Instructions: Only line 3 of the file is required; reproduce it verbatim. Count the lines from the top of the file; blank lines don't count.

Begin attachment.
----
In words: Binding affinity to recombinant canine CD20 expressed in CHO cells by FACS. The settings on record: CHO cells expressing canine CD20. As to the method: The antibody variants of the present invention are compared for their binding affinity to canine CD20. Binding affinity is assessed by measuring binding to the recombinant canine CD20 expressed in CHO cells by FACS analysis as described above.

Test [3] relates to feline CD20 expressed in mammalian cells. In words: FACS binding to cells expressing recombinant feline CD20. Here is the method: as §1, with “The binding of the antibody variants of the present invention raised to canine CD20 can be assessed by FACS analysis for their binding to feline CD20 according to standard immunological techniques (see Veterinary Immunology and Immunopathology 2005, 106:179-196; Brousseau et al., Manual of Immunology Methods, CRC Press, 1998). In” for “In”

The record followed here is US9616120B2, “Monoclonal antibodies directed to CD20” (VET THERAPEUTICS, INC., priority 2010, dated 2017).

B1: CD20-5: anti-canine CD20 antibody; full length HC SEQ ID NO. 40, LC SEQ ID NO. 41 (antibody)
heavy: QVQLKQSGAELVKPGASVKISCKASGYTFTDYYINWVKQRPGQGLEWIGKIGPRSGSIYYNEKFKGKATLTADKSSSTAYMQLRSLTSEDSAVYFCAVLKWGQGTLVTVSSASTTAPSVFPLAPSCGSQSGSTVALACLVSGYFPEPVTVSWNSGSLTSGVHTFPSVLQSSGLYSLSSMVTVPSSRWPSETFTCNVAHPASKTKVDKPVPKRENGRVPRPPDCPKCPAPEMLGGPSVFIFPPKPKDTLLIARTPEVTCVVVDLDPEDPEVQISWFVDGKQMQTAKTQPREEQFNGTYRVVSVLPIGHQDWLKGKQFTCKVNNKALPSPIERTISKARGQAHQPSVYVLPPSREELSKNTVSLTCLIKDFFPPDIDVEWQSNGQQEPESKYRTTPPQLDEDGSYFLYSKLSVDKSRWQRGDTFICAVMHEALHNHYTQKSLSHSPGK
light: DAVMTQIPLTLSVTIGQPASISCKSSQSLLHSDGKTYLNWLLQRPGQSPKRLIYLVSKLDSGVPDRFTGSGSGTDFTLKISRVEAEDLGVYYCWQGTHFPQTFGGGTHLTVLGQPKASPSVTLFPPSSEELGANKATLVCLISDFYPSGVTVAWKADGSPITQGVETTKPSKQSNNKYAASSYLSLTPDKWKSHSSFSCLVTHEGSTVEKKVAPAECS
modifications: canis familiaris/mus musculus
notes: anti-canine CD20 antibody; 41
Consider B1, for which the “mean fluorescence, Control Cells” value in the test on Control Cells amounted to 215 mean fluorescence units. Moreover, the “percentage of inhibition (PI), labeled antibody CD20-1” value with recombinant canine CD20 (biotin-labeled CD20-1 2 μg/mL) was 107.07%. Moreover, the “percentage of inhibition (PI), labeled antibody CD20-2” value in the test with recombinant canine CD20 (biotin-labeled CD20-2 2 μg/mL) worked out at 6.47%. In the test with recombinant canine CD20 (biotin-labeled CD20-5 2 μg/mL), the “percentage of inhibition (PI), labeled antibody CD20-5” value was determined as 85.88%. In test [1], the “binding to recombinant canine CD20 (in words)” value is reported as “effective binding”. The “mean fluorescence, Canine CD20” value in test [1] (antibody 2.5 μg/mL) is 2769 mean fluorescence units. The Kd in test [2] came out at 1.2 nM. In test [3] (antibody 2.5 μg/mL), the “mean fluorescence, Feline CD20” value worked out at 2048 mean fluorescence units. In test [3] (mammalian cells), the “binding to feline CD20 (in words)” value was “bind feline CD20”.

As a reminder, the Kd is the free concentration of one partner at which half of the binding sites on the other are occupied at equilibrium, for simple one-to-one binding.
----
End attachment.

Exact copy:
The record followed here is US9616120B2, “Monoclonal antibodies directed to CD20” (VET THERAPEUTICS, INC., priority 2010, dated 2017).